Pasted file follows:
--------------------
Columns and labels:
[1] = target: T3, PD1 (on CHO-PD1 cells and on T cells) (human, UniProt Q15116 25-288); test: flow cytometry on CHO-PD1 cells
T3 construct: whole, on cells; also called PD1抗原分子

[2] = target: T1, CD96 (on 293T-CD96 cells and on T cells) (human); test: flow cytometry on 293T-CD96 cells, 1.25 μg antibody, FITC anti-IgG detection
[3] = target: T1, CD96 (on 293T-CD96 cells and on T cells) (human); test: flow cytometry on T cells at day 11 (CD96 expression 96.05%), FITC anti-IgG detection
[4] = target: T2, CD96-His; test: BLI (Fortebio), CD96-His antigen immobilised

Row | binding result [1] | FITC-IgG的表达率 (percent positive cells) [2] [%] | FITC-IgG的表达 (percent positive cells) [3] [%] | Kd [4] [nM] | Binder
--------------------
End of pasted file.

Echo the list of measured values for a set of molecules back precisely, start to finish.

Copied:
Columns and labels:
[1] = target: T3, PD1 (on CHO-PD1 cells and on T cells) (human, UniProt Q15116 25-288); test: flow cytometry on CHO-PD1 cells
T3 construct: whole, on cells; also called PD1抗原分子

[2] = target: T1, CD96 (on 293T-CD96 cells and on T cells) (human); test: flow cytometry on 293T-CD96 cells, 1.25 μg antibody, FITC anti-IgG detection
[3] = target: T1, CD96 (on 293T-CD96 cells and on T cells) (human); test: flow cytometry on T cells at day 11 (CD96 expression 96.05%), FITC anti-IgG detection
[4] = target: T2, CD96-His; test: BLI (Fortebio), CD96-His antigen immobilised

Row | binding result [1] | FITC-IgG的表达率 (percent positive cells) [2] [%] | FITC-IgG的表达 (percent positive cells) [3] [%] | Kd [4] [nM] | Binder